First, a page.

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Showing content with the highest reputation on 08/09/2020 in all areas

  1. Sorry for bringing up an old topic, but was having a browse and noticed this. When there isn't a pandemic going on I normally work within an armoury department for the UK film industry (though usually doing leatherwork). I did not have any involvement in this particular movie but personally know the team who did and have worked with them many times on other films. I certainly recognise the imdb names and am friends with many of them! In this case I believe the hero swords were made in house. Rather than individual craftspeople working from their own workshop, each department is bro
    2 points
  2. Hi I would like to present my new tutorial about how to forge the "Slavic" type cap axe. The cap forging technique I used is one of the many. It is not copy of specific archaeological fond but rather an inspiration of axe from Pien (Poland). Enjoy watching :-)
    1 point
  3. A death grip on the handle causes a lot of damage to body structures; the hand and arm should guide the hammer and let it hit, but a looser grip is needed. The shape of the handle is important as well, most stock handles are too thick and not indexed. I profile mine like the profile of a samurai sword grip, like an oval with square sides.
    1 point
  4. Some recent work during lock down
    1 point
  5. Good score on the files! With the chain, you do the bend test cold, not hot. It still may not be wrought, but try it again cold, and cut the notch with a hacksaw or cutoff disc. That works better than a simple chisel or hardy notch. As for normalizing, there's nothing wrong with doing it after you have the bevels ground, it's just easier and more fuel-efficient to do it as the final step of forging. Well, there's the warping thing, and the risk of decarb, but still, as long as take care you're fine doing it after grinding.
    1 point
  6. This could get very addictive. I really need to develop some carving skills though.
    1 point
  7. Just finished this. Forged 1095 with integral finger guard, antler scales with peened copper rivets. leather blade cover with riveted copper suspension ring, and antler toggle. excuse the picture quality and let me know what you think...
    1 point
  8. Hey everyone! Havent posted in a while, nor have I worked on blades much lately. But things are settling down, and I managed to continue work on this project. I decided to use bronze fittings instead of silver, partially because of price, but mostly because I had lots of bronze on hand. Ive never melted bronze before, but the melting temp is similar enough to silver that I figured it wouldn't be a problem. So I melted a bunch this evening, and voila! Bronze cookie. It's about 2.400 inches in diameter, and about .375 inches thick (~61mm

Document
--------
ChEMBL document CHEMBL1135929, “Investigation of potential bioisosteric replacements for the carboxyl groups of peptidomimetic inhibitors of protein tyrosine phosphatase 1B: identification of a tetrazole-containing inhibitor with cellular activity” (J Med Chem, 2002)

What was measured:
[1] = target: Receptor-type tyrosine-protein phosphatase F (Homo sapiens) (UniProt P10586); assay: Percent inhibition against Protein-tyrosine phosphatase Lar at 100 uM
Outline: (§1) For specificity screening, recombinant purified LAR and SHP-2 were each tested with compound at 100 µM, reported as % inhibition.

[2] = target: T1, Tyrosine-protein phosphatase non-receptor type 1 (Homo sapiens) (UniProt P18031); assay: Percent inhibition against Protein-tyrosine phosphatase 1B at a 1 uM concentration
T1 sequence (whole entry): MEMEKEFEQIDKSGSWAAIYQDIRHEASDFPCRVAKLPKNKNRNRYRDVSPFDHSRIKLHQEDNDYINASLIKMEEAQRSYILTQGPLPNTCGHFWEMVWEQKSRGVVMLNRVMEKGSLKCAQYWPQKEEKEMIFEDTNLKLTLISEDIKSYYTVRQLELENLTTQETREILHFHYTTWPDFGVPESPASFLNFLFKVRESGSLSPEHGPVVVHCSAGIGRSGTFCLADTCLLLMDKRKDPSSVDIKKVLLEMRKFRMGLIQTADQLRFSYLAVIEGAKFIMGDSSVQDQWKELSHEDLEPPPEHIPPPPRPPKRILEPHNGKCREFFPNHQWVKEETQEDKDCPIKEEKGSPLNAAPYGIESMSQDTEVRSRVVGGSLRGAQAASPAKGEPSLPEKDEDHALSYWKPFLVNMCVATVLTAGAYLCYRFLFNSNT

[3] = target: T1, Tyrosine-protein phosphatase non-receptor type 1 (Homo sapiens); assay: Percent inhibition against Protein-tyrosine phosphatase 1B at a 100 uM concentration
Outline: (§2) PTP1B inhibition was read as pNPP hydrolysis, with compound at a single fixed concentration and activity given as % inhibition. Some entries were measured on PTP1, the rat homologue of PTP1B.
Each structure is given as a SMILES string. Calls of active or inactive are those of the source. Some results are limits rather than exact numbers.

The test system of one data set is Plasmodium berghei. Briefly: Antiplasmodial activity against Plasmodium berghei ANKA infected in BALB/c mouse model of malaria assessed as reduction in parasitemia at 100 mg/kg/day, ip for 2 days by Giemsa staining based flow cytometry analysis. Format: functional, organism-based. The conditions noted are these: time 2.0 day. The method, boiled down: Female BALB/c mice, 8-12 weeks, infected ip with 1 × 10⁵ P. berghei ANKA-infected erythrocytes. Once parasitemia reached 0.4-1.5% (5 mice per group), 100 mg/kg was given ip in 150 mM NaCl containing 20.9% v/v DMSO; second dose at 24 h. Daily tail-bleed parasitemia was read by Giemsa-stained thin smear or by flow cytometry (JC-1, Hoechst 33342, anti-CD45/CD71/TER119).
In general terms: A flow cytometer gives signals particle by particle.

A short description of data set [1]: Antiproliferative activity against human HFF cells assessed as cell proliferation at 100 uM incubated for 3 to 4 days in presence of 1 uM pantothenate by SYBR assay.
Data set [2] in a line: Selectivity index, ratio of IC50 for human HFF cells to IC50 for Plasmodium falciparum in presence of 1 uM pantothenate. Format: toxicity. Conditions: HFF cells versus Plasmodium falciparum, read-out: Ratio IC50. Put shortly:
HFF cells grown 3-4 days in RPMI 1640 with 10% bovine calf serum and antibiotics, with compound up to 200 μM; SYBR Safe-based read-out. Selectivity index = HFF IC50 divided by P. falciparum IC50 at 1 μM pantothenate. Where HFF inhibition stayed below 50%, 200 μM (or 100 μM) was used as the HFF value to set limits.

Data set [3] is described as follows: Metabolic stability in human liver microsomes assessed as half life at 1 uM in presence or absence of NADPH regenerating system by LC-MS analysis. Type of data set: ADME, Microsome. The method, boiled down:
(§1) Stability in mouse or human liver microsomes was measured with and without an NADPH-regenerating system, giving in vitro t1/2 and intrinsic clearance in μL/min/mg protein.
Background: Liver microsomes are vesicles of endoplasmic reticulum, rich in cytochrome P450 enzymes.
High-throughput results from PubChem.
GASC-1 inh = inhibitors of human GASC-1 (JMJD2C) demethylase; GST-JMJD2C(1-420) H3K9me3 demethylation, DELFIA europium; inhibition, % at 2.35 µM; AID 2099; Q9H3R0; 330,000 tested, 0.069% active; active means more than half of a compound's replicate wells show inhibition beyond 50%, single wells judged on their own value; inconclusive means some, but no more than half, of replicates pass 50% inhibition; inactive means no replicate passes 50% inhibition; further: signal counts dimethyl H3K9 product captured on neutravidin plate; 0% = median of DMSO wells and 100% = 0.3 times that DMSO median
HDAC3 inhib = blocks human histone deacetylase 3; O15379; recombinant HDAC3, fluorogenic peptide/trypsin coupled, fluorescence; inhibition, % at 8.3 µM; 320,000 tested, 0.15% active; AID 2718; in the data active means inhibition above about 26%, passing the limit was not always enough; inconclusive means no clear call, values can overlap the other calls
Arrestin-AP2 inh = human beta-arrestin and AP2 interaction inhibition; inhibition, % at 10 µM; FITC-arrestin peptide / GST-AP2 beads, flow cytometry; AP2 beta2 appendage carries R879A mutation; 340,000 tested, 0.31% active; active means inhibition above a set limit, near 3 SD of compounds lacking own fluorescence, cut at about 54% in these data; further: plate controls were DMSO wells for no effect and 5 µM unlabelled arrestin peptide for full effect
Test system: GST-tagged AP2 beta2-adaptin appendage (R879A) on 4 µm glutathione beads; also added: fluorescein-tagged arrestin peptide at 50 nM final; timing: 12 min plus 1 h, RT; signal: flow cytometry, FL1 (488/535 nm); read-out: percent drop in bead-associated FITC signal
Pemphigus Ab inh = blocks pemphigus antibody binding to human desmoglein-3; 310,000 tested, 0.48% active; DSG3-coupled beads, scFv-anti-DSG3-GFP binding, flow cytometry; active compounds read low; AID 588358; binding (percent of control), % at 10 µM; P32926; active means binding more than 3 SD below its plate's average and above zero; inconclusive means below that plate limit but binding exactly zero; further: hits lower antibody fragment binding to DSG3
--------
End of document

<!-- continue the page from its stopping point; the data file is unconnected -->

1 point
  9. My latest, a W1 integral. I've been really enjoying the process of producing a hamon, and refining my technique aiming for better results each time.
    1 point
  10. I've used black locust for knife handles. It is extremely dense but kinda plain in my opinion. It doesn't shrink at all and is very rot resistant. My buddy has a whole vineyard that he used un-treated black locust for his vine supports. I've been meaning to try it for hammer handles but havent gotten any more from my friend to try it. The lighter part of this handle is black locust
    1 point
  11. Hi all, Here is a batch of lockdown projects just finished. These are all late medieval style eating knives and sheaths. The blades are all just very simple designs forged from 1075+cr, with as close to a flat grind as I could get. The handles are a mixture of apple, laburnum, yew and walnut, with brass pins and bolsters, and the sheaths are all inspired to some degree by originals from 'knives and scabbards', though not exact copies. Since making the blades I have acquired a lot more reference for this kind of knife, and in retrospect they are a little br
    1 point
  12. The blade is forged from 1084, flat ground, and tempered three times. The handle is made of oak, copper, silver, and antler. The sheath is leather, silver, and copper. All the metals minus the blade were smelted from scraps and hammered, filed, and shaped by hand. There is easily 50-65$ in silver on this one. It was a labor of love and I spent entirely too long on it. It is handmade by myself and I'm very pleased with it. It's sharp, accurate, and pretty! I am asking 400$ IMG_7871 - Copy.MOV
    1 point
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